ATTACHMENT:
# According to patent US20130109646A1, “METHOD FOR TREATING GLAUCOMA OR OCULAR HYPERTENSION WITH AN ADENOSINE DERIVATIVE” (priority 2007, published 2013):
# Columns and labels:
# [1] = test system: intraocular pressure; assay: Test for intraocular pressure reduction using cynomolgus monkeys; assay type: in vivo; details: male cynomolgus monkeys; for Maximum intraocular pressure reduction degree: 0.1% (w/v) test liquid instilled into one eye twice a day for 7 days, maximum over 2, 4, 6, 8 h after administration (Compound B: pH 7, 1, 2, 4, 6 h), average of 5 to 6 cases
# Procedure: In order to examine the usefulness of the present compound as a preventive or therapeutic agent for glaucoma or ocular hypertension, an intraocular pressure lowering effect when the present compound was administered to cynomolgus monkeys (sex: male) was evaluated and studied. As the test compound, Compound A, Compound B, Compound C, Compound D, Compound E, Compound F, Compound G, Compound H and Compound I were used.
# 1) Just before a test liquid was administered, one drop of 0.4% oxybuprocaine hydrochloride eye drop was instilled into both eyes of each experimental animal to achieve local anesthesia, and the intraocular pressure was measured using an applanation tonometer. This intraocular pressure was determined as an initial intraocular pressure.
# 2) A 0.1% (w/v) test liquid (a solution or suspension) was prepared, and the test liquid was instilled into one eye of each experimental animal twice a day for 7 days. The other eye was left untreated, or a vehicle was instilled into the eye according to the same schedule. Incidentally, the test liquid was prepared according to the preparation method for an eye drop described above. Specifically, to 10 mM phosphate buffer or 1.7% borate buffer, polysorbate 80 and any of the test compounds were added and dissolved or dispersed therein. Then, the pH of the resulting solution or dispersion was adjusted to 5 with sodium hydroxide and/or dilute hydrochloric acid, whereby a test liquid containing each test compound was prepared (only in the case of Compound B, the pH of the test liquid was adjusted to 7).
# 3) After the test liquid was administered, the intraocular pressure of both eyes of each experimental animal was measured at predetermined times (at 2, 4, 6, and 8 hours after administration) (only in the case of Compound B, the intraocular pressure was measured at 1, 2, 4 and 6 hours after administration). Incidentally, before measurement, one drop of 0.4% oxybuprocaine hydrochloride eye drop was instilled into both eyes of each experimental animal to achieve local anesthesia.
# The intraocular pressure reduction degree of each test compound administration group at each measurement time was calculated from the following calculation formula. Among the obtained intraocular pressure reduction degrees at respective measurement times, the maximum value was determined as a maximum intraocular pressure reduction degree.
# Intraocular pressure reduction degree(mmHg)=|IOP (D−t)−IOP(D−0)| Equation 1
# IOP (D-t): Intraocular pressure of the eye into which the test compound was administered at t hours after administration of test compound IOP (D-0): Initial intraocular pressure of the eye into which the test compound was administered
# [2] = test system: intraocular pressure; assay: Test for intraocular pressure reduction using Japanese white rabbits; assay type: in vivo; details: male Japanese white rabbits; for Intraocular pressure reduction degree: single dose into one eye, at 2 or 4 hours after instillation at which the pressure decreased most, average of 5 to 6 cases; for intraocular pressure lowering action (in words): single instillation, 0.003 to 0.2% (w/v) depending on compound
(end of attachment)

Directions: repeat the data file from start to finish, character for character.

# According to patent US20130109646A1, “METHOD FOR TREATING GLAUCOMA OR OCULAR HYPERTENSION WITH AN ADENOSINE DERIVATIVE” (priority 2007, published 2013):
# Columns and labels:
# [1] = test system: intraocular pressure; assay: Test for intraocular pressure reduction using cynomolgus monkeys; assay type: in vivo; details: male cynomolgus monkeys; for Maximum intraocular pressure reduction degree: 0.1% (w/v) test liquid instilled into one eye twice a day for 7 days, maximum over 2, 4, 6, 8 h after administration (Compound B: pH 7, 1, 2, 4, 6 h), average of 5 to 6 cases
# Procedure: In order to examine the usefulness of the present compound as a preventive or therapeutic agent for glaucoma or ocular hypertension, an intraocular pressure lowering effect when the present compound was administered to cynomolgus monkeys (sex: male) was evaluated and studied. As the test compound, Compound A, Compound B, Compound C, Compound D, Compound E, Compound F, Compound G, Compound H and Compound I were used.
# 1) Just before a test liquid was administered, one drop of 0.4% oxybuprocaine hydrochloride eye drop was instilled into both eyes of each experimental animal to achieve local anesthesia, and the intraocular pressure was measured using an applanation tonometer. This intraocular pressure was determined as an initial intraocular pressure.
# 2) A 0.1% (w/v) test liquid (a solution or suspension) was prepared, and the test liquid was instilled into one eye of each experimental animal twice a day for 7 days. The other eye was left untreated, or a vehicle was instilled into the eye according to the same schedule. Incidentally, the test liquid was prepared according to the preparation method for an eye drop described above. Specifically, to 10 mM phosphate buffer or 1.7% borate buffer, polysorbate 80 and any of the test compounds were added and dissolved or dispersed therein. Then, the pH of the resulting solution or dispersion was adjusted to 5 with sodium hydroxide and/or dilute hydrochloric acid, whereby a test liquid containing each test compound was prepared (only in the case of Compound B, the pH of the test liquid was adjusted to 7).
# 3) After the test liquid was administered, the intraocular pressure of both eyes of each experimental animal was measured at predetermined times (at 2, 4, 6, and 8 hours after administration) (only in the case of Compound B, the intraocular pressure was measured at 1, 2, 4 and 6 hours after administration). Incidentally, before measurement, one drop of 0.4% oxybuprocaine hydrochloride eye drop was instilled into both eyes of each experimental animal to achieve local anesthesia.
# The intraocular pressure reduction degree of each test compound administration group at each measurement time was calculated from the following calculation formula. Among the obtained intraocular pressure reduction degrees at respective measurement times, the maximum value was determined as a maximum intraocular pressure reduction degree.
# Intraocular pressure reduction degree(mmHg)=|IOP (D−t)−IOP(D−0)| Equation 1
# IOP (D-t): Intraocular pressure of the eye into which the test compound was administered at t hours after administration of test compound IOP (D-0): Initial intraocular pressure of the eye into which the test compound was administered
# [2] = test system: intraocular pressure; assay: Test for intraocular pressure reduction using Japanese white rabbits; assay type: in vivo; details: male Japanese white rabbits; for Intraocular pressure reduction degree: single dose into one eye, at 2 or 4 hours after instillation at which the pressure decreased most, average of 5 to 6 cases; for intraocular pressure lowering action (in words): single instillation, 0.003 to 0.2% (w/v) depending on compound